Former Officers of SMF Energy Corp Charged by the SEC with Fraud

SMF Energy Corp

The Securities and Exchange Commission (SEC) on September 25, 2015, announced financial fraud charges against four former SMF Energy Corp officers, claiming that former CEO Richard E. Gathright, former chief financial officer Michael S. Shore, former chief accounting officer Laura P. Messenbaugh, and former senior vice president of sales and investor relations officer Robert W. Beard vastly inflated SMF’s revenues through a fraudulent billing scheme.

The SEC’s action, filed in U.S. District Court for the Southern District of Florida, alleges that SMF Energy Corp overbilled certain mobile fueling customers, including the U.S. Postal Service, by charging for fuel that was not delivered and adding surcharges that the customers’ contracts did not permit. As a result, the SEC claims that Fort Lauderdale, Florida-based SMF materially exaggerated its revenues, profit margins, shareholders’ equity and net income, and understated its liabilities in its annual reports for fiscal years 2010 and 2011, its quarterly reports in its fiscal year 2011 and the first half of fiscal year 2012, and other reports filed on Form 8-K over the same time period.

According to the SEC’s complaint, the overbilling began in 2004 as a minor contributor to SMF Energy’s financial performance but later made the difference between the company being profitable and posting net losses. The complaint claims the four officers were involved in the fraudulent scheme and that Gathright, Shore and Messenbaugh overstated SMF’s revenues and net income in SMF’s public filings. According to the complaint, Gathright, of Pompano Beach, Florida; Shore, of Miami, and Messenbaugh, of Plantation, Florida, each reviewed the allegedly fraudulent annual and quarterly reports that Gathright and Shore signed and certified as accurate. Messenbaugh signed the allegedly fraudulent annual reports and Gathright signed the reports filed on Form 8-K that allegedly contained material misrepresentations and omissions.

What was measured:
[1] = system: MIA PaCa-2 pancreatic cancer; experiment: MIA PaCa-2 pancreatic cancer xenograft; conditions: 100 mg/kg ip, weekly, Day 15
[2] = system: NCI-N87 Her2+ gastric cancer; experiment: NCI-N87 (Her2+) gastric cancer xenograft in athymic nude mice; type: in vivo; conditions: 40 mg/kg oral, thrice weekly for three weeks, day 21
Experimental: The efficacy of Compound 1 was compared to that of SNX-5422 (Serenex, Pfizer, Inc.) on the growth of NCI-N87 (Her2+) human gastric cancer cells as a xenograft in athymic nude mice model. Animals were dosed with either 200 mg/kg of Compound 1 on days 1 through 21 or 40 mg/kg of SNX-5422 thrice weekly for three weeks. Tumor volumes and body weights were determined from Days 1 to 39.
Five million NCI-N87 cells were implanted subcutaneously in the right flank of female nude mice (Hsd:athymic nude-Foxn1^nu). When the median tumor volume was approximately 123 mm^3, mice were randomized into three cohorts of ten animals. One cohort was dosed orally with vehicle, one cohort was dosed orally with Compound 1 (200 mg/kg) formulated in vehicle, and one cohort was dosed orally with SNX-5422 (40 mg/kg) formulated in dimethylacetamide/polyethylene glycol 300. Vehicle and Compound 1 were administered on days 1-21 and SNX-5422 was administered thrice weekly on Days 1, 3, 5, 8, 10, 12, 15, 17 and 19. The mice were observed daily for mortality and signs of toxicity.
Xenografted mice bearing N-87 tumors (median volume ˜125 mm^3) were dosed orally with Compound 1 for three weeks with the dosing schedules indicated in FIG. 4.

The SEC’s complaint alleges violations and the aiding and abetting violations of the antifraud provisions of Section 17(a) of the Securities Act of 1933, Section 10(b) of the Securities Exchange Act of 1934 (“Exchange Act”) and Rule 10b-5 thereunder; and violations or aiding and abetting violations of the books and records, internal controls, disclosure and reporting, and certification provisions in Sections 13(a), 13(b)(2)(A), 13(b)(2)(B), and 13(b)(5) of the Exchange Act and Rules 12b-20, 13a-1, 13a-11, 13a-13, 13a-14, 13b2-1, and 13b2-2 thereunder. The SEC is seeking disgorgement of allegedly illicit earnings, plus prejudgment interest and penalties, an officer and director bar against the four former officers, and permanent injunctive relief.

For further information about this securities law blog post, please contact Brenda Hamilton, Securities Attorney at 101 Plaza Real S, Suite 202 N, Boca Raton, Florida, (561) 416-8956, by email at [email protected] or visit  www.securitieslawyer101.com.   This securities law blog post is provided as a general informational service to clients and friends of Hamilton & Associates Law Group and should not be construed as, and does not constitute, legal and compliance advice on any specific matter, nor does this message create an attorney-client relationship. Please note that the prior results discussed herein do not guarantee similar outcomes.

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